Gaming is the mother of invention

Gaming is the mother of invention

Gaming is the mother of invention

I’ve just played one of the most original games I have seen in years. What makes it stand out is the interface. And it wasn’t on a Nintendo Wii.

Currently the gaming world’s attention is roughly divided between the wacky Wii and the monstrously powerful (and power-hungry) PlayStation 3. The Wii has garnered huge attention not for groundbreaking graphics but for its innovative interface — basically a much more physical approach to gaming, with a wand to use as a sword, bike pump, steering wheel etc.

This isn’t the first innovation in gaming interfaces in recent times: the EyeToy for the PlayStation also created a much more physical way for gamers to control the action. BuzzSingstar and Guitar Hero are other good examples.

Games have long been one of the driving forces behind the development of computer technology. You really don’t need a GeForce 8800 GTX for web browsing or word processing — or at least you didn’t until Vista came along. Nor do you really need huge quantities of RAM or a multi-gigahertz processor, But the more powerful the machine, the more realistic the gaming experience can be made.

But we are getting to a stage where the biggest restrictions on the gaming experience are no longer down to raw processing power. Instead it is the interface that is the limiting factor. Joypads are very primitive, and the keyboard and mouse combo used by PC gamers may be more flexible and precise, but it is hardly intuitive.

In the mobile computing world, the problem is even more acute, not just for gaming but for everyday use. While humans (or at least the younger ones) may have adapted to the numeric keypad for texting, for most it is far from efficient as a means of control and input. That’s where the game I just played comes in.

Arcade Reality uses the camera on the PalmOne Treo to capture the environment in which you play the game, and then superimposes sprites. You can then interact with the sprites by moving the camera around. Admittedly the interaction is fairly standard stuff — shooting and picking up goodies. But the game is no less addictive for that fact.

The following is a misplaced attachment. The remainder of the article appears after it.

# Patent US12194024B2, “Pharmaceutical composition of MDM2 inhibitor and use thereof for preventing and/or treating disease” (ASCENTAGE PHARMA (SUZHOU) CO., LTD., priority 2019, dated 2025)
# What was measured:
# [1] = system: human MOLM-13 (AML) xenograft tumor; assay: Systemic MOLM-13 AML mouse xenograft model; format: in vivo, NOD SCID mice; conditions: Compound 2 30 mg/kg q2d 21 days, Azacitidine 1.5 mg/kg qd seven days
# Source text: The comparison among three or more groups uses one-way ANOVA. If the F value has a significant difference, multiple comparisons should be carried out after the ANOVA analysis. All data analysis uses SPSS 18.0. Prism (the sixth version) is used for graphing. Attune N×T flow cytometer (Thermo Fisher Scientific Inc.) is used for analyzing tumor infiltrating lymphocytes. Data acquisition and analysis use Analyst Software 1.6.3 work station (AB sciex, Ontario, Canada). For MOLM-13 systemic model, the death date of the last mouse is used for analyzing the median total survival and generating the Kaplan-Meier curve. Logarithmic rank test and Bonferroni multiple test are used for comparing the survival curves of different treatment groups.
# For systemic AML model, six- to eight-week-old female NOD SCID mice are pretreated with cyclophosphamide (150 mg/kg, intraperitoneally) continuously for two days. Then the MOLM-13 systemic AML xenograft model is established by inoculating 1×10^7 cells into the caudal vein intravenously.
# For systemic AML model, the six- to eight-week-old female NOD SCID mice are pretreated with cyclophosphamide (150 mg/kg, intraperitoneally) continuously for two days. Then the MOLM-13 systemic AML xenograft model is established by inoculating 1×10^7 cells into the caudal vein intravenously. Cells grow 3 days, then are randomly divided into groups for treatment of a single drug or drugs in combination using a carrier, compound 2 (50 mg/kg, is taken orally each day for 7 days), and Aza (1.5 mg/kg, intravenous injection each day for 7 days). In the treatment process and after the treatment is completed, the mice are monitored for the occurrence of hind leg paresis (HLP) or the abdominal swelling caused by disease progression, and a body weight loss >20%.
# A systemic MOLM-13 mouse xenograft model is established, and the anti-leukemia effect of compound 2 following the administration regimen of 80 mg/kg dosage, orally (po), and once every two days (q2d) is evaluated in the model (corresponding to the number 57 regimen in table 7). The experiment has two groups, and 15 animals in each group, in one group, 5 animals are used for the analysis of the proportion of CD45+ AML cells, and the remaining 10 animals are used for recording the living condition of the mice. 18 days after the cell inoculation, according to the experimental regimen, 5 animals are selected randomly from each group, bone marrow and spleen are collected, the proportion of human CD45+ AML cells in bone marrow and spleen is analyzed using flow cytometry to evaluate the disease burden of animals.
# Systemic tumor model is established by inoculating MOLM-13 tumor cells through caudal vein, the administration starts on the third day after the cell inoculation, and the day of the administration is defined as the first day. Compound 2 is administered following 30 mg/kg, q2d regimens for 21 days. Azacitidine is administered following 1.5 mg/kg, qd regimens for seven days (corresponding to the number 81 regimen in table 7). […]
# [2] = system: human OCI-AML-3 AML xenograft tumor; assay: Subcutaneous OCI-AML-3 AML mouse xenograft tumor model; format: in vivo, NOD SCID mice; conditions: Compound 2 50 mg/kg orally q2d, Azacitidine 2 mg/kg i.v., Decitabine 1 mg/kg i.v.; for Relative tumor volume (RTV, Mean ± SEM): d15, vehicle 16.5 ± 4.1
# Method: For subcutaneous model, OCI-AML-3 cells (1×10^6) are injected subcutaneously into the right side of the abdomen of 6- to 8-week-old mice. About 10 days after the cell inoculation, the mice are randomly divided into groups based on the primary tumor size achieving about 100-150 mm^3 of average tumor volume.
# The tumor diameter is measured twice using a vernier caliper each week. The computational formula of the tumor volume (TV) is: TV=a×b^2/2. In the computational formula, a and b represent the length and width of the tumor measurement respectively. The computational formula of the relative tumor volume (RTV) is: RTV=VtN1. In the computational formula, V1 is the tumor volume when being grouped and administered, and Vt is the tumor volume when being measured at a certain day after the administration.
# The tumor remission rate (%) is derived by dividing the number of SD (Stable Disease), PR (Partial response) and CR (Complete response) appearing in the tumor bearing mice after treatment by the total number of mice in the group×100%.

Now that the 3D graphics capabilities of the gaming world have migrated to mainstream PC use with Vista, it seems likely that the interfaces will be next. How about managing your emails by throwing spam towards a virtual bin with your control glove? Accepting or rejecting incoming phone calls with a thumbs up or thumbs down? Filing documents within a virtual cabinet?

Some options may be no quicker than a keyboard and mouse, or numeric keypad. But they will certainly be more fun.

(P.S. Thanks to MyTreo.Net for the tip about the game.)

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This article is by Tom Cheesewright. This post forms part of the Future of Business series. For more posts on this subject, visit the Future of Business page.

Tom Cheesewright

Futurist speaker Tom Cheesewright is one of the UK's leading commentators on technology and tomorrow. Tom has worked with a huge range of organisations across a variety of markets, to help them to see a clear vision of tomorrow, share that vision and respond with agility. Tom draws on his experience to create original, compelling talks that are keyed to the experience of the audience but which surprise and shock with unexpected facts and examples.

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